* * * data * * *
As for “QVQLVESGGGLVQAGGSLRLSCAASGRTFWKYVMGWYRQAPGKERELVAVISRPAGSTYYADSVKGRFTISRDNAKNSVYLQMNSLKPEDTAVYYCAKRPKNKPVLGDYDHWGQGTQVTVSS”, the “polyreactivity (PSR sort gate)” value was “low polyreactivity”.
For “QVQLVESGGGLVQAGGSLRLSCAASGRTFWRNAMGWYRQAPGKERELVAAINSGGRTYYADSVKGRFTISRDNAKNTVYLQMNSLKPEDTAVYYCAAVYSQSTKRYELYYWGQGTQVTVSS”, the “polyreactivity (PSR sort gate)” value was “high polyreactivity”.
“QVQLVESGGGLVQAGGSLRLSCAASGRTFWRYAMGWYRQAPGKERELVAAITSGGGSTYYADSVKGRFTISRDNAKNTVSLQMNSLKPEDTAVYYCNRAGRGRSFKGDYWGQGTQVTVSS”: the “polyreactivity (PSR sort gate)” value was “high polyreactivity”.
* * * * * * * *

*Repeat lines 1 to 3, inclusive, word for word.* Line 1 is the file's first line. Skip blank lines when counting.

As for “QVQLVESGGGLVQAGGSLRLSCAASGRTFWKYVMGWYRQAPGKERELVAVISRPAGSTYYADSVKGRFTISRDNAKNSVYLQMNSLKPEDTAVYYCAKRPKNKPVLGDYDHWGQGTQVTVSS”, the “polyreactivity (PSR sort gate)” value was “low polyreactivity”.
For “QVQLVESGGGLVQAGGSLRLSCAASGRTFWRNAMGWYRQAPGKERELVAAINSGGRTYYADSVKGRFTISRDNAKNTVYLQMNSLKPEDTAVYYCAAVYSQSTKRYELYYWGQGTQVTVSS”, the “polyreactivity (PSR sort gate)” value was “high polyreactivity”.
“QVQLVESGGGLVQAGGSLRLSCAASGRTFWRYAMGWYRQAPGKERELVAAITSGGGSTYYADSVKGRFTISRDNAKNTVSLQMNSLKPEDTAVYYCNRAGRGRSFKGDYWGQGTQVTVSS”: the “polyreactivity (PSR sort gate)” value was “high polyreactivity”.